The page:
Africa is fast emerging as a favorable and rewarding market for sports betting. New businesses — both local and international — are establishing their presence in Africa, hoping to tap in to the emerging pack of sports gamblers.
According to recent studies, millions of Africans are actively involved in gambling, particularly sports betting; in Nigeria, for example, it is estimated that nearly 60 million people between 18 and 40 years of age are actively involved in sports betting.
In South Africa, the situation is no different as more than half of the adult population is reported to be involved in gambling, mainly sports betting, and it is the same story across East and Central Africa.
In an interview with Tuko.co.ke in February, the CEO of Kenyan sports betting company Sport Pesa said the company has more than 2 million registered customers and looks to register even more.
But just like any other form of gambling, sports betting has its fair share of benefits and risks.
Most sports betting fans argue that the business is creating employment for millions of young Africans as well as providing quick money to people who do not have means to earn a stable income.
Since most of the existing sports betting companies are fully licensed, they are obliged to pay tax revenues to their respective governments, making their operations a revenue-generating business that ultimately contributes to overall economic growth in Africa.
Many Africans have become instant millionaires through sports betting.
In fact, many who participate in this kind of gambling say it is quite different from other forms of betting as it is easy to overcome the odds by combining sporting facts with accurate betting strategies.
The rising sports betting obsession in Africa has turned out to be a real source of pain for many families, with couples divorcing and some even committing suicide.
What’s worse, some people are borrowing loans from banks to participate in sports betting. Many are those who have lost their assets to banks.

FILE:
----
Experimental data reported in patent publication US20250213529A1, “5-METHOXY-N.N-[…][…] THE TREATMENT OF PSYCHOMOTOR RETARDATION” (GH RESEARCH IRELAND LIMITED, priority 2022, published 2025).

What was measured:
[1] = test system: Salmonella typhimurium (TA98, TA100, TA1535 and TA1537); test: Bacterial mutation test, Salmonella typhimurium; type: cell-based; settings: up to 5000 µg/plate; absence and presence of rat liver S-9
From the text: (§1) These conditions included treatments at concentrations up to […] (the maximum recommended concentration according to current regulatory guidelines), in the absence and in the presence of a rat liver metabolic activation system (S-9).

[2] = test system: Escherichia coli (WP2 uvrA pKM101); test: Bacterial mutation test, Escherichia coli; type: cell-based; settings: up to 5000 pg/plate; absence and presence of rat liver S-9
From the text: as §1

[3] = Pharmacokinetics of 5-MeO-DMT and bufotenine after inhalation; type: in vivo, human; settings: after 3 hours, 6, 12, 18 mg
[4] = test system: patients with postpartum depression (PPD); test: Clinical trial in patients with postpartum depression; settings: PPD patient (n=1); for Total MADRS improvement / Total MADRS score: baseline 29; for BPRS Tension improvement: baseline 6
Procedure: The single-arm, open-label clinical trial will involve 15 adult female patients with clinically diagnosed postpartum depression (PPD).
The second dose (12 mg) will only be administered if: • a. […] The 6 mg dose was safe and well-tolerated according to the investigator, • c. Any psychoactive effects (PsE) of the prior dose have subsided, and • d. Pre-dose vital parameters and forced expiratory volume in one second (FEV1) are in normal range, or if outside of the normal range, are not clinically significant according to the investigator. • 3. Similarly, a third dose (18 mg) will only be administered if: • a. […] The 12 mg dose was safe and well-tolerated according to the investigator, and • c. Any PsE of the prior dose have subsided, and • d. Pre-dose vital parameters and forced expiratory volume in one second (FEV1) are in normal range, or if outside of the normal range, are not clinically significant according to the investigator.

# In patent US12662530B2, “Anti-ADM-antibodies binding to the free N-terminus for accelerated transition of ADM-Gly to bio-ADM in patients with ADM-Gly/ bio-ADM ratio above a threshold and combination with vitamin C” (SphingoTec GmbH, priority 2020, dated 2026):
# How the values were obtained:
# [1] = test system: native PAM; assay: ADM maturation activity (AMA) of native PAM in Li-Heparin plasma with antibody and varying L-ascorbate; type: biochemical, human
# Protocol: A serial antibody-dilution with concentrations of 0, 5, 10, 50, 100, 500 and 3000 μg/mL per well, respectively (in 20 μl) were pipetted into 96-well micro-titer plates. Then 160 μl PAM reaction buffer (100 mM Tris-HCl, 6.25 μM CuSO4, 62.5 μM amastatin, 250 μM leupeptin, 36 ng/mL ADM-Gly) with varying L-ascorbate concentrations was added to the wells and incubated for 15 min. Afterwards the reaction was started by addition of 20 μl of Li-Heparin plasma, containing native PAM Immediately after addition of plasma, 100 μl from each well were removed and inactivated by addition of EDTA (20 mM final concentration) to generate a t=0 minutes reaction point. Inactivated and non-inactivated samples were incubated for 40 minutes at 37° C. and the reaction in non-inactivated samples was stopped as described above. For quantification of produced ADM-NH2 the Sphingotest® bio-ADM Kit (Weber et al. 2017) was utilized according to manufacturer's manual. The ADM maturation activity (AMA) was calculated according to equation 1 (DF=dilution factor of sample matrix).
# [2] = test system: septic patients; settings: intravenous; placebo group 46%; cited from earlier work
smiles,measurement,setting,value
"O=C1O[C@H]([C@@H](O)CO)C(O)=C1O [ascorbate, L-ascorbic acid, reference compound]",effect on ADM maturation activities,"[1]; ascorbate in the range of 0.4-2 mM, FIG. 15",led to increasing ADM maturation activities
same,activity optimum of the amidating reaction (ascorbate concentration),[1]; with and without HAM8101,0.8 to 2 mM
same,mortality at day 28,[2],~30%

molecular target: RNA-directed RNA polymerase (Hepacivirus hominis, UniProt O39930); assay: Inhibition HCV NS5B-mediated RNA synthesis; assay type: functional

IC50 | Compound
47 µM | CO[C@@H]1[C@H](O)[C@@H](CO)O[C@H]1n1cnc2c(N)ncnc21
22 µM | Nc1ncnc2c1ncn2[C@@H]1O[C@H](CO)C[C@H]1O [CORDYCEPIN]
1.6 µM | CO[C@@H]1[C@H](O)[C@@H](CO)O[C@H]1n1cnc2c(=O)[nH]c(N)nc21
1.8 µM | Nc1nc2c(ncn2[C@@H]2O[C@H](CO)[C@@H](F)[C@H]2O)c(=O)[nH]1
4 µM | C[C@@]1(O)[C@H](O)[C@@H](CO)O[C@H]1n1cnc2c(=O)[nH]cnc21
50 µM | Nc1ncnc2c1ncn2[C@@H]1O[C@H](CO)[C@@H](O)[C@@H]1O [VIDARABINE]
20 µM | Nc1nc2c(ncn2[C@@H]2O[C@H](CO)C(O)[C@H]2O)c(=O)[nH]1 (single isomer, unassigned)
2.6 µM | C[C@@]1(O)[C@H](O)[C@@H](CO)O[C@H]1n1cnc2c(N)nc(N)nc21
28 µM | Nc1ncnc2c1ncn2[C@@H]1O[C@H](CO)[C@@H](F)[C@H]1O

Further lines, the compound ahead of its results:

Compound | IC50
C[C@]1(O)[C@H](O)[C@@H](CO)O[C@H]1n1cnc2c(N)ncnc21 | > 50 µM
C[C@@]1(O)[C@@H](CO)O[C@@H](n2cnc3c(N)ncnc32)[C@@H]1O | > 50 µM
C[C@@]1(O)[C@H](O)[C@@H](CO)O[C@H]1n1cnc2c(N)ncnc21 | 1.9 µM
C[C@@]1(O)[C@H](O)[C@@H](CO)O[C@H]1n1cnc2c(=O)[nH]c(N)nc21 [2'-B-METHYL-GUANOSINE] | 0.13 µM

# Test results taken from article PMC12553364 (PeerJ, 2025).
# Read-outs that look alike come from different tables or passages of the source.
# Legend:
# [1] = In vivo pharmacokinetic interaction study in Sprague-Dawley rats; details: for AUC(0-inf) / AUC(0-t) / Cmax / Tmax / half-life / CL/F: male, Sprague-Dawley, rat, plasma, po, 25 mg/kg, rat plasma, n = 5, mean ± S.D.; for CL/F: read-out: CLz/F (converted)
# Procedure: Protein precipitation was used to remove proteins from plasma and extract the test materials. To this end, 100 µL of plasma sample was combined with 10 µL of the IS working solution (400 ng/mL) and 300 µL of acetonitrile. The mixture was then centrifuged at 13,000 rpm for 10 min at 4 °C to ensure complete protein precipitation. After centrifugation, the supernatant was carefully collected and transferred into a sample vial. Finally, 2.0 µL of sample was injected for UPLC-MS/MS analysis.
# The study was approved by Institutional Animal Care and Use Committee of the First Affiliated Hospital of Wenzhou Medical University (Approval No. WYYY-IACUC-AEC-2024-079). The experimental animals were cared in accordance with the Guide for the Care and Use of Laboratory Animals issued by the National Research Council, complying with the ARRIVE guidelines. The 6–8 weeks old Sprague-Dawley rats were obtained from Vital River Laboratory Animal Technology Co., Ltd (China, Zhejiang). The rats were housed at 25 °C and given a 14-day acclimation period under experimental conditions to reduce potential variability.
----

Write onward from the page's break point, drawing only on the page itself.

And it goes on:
College students are not an exception to this obsession.
In March this year, a Kenyan university student committed suicide after he allegedly lost his tuition fee to a local sports betting company. The male student from Kabianga University identified as Edwin Mogaka (pictured) was found hanging from a tree near the university.
Many have also argued that the majority of youth participating in sports betting no longer look at it as entertainment, but as a way to make money, which experts say is contributing to growing insecurity.
Gambling is as addictive as any type of narcotic. What’s worse, school children are getting hooked at a very young age. Critics also argue that most betting companies are being used for money laundering.
Need for Control
The growing concern over the negative effects of sports betting seems to have caught the attention of Kenya’s Sports Cabinet Secretary Hassan Wario who requested that the Kenyan Ministry of Interior stop registering new sports betting companies last Tuesday.
At a rules and regulations meeting for the national sports fund, where he warned that Kenya has too many gambling firms with no lottery office, Wario said, “Our request to the Ministry of Interior: stop registering all these thousands of betting companies. Every day the stories you hear, instead of buying sugar, the money goes to bets. The children are sleeping hungry. We must control that sector.”
While sports betting may be legal in most African countries, it’s important for governments to come up with regulations that will help sanitize it and make it safe for everyone.